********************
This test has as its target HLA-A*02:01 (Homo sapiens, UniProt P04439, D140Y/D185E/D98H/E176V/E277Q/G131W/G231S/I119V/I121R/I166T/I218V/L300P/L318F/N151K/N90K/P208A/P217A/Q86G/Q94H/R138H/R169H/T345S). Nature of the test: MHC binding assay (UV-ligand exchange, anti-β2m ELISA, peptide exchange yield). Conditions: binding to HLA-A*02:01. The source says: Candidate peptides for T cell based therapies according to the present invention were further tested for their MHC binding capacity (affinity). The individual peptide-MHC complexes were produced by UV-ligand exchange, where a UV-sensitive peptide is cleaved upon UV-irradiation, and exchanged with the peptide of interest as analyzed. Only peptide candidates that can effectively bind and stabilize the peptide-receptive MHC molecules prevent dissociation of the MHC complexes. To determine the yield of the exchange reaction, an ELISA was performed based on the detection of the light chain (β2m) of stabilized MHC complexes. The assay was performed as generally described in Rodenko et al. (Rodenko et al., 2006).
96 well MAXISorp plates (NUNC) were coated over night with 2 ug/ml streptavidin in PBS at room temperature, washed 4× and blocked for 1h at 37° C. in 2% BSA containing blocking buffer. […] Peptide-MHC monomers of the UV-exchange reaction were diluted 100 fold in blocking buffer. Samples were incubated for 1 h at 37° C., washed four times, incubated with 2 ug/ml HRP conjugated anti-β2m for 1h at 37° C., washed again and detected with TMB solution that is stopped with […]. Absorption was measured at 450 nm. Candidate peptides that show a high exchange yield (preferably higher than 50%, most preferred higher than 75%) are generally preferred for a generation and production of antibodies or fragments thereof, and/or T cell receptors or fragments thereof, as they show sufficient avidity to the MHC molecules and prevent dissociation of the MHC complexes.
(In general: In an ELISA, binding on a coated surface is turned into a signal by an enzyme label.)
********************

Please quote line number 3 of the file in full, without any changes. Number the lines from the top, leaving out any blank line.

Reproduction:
(In general: In an ELISA, binding on a coated surface is turned into a signal by an enzyme label.)